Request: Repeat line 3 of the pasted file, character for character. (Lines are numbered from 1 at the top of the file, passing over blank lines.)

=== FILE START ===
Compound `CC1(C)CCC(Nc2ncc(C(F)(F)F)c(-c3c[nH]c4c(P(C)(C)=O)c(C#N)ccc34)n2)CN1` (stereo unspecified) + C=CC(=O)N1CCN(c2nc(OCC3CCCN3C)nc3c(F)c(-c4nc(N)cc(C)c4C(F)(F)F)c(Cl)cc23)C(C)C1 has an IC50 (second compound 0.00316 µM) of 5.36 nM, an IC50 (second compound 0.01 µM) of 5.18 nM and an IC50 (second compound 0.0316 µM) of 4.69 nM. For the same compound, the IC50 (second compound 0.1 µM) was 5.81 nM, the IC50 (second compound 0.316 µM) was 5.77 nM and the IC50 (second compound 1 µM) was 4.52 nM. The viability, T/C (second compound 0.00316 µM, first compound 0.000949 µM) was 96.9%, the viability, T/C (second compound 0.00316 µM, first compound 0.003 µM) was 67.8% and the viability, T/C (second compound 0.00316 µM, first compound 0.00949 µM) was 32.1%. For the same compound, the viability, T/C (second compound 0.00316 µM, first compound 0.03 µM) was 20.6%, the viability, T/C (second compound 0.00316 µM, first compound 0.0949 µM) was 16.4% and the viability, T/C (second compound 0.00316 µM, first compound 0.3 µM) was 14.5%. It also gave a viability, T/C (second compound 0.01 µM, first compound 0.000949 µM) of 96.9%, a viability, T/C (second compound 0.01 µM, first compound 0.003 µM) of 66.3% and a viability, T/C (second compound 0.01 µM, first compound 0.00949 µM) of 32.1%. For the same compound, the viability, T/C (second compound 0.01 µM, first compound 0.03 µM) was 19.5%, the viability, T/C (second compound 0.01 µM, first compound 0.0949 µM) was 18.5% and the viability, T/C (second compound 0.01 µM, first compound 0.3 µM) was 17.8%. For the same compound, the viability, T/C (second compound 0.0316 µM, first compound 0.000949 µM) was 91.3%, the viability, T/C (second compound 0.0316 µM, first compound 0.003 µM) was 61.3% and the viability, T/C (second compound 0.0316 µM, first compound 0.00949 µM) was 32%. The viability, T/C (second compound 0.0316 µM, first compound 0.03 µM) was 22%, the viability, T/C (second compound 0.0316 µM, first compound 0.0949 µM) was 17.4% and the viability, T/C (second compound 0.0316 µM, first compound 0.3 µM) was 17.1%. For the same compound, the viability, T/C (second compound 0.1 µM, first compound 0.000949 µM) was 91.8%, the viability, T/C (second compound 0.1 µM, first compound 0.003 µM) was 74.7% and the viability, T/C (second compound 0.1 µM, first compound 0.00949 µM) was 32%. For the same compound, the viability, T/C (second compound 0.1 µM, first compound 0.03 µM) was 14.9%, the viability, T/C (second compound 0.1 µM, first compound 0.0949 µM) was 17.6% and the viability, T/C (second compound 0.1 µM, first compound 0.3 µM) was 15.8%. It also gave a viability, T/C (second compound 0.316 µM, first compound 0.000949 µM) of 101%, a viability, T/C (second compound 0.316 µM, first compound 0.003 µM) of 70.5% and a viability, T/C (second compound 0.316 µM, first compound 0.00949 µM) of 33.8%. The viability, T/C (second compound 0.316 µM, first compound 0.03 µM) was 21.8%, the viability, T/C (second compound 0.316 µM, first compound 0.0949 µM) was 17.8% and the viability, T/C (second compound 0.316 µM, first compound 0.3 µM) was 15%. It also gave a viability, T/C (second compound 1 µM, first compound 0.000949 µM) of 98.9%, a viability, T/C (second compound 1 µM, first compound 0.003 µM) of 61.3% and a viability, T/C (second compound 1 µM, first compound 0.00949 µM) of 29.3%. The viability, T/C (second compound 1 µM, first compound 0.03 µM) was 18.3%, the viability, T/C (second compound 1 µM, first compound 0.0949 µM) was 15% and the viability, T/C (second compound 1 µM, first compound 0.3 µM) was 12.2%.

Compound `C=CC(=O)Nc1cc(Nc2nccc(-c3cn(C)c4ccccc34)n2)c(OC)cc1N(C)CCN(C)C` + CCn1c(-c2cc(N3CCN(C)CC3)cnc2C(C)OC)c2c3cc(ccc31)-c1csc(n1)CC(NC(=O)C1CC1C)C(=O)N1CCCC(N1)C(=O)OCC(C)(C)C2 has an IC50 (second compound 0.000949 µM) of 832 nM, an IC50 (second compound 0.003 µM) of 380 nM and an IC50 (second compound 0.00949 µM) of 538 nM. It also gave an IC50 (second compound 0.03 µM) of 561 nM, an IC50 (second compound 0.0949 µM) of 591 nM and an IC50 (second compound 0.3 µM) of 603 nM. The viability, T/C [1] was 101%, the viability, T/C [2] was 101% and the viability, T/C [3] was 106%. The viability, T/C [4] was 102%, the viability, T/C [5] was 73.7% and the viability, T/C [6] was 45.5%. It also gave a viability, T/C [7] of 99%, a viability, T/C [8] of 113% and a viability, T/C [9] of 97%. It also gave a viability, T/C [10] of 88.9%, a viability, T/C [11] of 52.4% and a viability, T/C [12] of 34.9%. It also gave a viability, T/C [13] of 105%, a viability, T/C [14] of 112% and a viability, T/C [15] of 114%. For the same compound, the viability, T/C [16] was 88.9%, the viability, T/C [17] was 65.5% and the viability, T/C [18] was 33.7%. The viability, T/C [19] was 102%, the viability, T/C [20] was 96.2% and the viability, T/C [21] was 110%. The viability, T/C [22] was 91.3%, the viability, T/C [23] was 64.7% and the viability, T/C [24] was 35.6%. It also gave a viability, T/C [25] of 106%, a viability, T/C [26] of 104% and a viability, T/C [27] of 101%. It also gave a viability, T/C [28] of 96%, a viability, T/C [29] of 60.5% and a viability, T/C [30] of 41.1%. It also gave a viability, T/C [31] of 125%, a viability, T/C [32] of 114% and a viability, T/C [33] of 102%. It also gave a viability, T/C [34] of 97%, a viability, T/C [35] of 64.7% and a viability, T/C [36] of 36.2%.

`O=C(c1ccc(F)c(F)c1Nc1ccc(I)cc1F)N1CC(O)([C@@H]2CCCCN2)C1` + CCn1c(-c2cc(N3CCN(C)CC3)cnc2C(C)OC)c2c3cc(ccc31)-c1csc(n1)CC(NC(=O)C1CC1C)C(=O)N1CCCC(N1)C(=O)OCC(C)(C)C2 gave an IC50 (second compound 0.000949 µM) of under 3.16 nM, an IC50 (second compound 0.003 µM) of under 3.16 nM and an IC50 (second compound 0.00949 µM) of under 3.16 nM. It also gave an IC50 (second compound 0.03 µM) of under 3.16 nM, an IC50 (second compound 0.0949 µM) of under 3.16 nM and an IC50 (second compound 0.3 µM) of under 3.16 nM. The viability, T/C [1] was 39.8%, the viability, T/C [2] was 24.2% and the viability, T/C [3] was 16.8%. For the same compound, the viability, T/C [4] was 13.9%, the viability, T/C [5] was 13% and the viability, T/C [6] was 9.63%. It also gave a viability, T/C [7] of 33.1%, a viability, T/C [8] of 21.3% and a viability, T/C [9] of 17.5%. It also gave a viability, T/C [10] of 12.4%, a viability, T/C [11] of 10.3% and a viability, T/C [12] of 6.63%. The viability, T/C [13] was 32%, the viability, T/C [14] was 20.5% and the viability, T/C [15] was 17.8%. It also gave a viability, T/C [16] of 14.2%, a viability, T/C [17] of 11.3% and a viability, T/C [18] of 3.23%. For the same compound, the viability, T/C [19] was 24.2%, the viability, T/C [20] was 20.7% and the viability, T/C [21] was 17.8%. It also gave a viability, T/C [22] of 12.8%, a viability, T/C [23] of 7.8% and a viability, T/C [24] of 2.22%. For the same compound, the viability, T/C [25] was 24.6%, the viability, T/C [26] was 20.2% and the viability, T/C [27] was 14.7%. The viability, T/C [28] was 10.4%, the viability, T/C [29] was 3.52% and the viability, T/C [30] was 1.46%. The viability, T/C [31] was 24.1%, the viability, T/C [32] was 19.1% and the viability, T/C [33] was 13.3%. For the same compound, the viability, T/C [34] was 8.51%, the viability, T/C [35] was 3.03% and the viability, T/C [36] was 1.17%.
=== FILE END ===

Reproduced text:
`O=C(c1ccc(F)c(F)c1Nc1ccc(I)cc1F)N1CC(O)([C@@H]2CCCCN2)C1` + CCn1c(-c2cc(N3CCN(C)CC3)cnc2C(C)OC)c2c3cc(ccc31)-c1csc(n1)CC(NC(=O)C1CC1C)C(=O)N1CCCC(N1)C(=O)OCC(C)(C)C2 gave an IC50 (second compound 0.000949 µM) of under 3.16 nM, an IC50 (second compound 0.003 µM) of under 3.16 nM and an IC50 (second compound 0.00949 µM) of under 3.16 nM. It also gave an IC50 (second compound 0.03 µM) of under 3.16 nM, an IC50 (second compound 0.0949 µM) of under 3.16 nM and an IC50 (second compound 0.3 µM) of under 3.16 nM. The viability, T/C [1] was 39.8%, the viability, T/C [2] was 24.2% and the viability, T/C [3] was 16.8%. For the same compound, the viability, T/C [4] was 13.9%, the viability, T/C [5] was 13% and the viability, T/C [6] was 9.63%. It also gave a viability, T/C [7] of 33.1%, a viability, T/C [8] of 21.3% and a viability, T/C [9] of 17.5%. It also gave a viability, T/C [10] of 12.4%, a viability, T/C [11] of 10.3% and a viability, T/C [12] of 6.63%. The viability, T/C [13] was 32%, the viability, T/C [14] was 20.5% and the viability, T/C [15] was 17.8%. It also gave a viability, T/C [16] of 14.2%, a viability, T/C [17] of 11.3% and a viability, T/C [18] of 3.23%. For the same compound, the viability, T/C [19] was 24.2%, the viability, T/C [20] was 20.7% and the viability, T/C [21] was 17.8%. It also gave a viability, T/C [22] of 12.8%, a viability, T/C [23] of 7.8% and a viability, T/C [24] of 2.22%. For the same compound, the viability, T/C [25] was 24.6%, the viability, T/C [26] was 20.2% and the viability, T/C [27] was 14.7%. The viability, T/C [28] was 10.4%, the viability, T/C [29] was 3.52% and the viability, T/C [30] was 1.46%. The viability, T/C [31] was 24.1%, the viability, T/C [32] was 19.1% and the viability, T/C [33] was 13.3%. For the same compound, the viability, T/C [34] was 8.51%, the viability, T/C [35] was 3.03% and the viability, T/C [36] was 1.17%.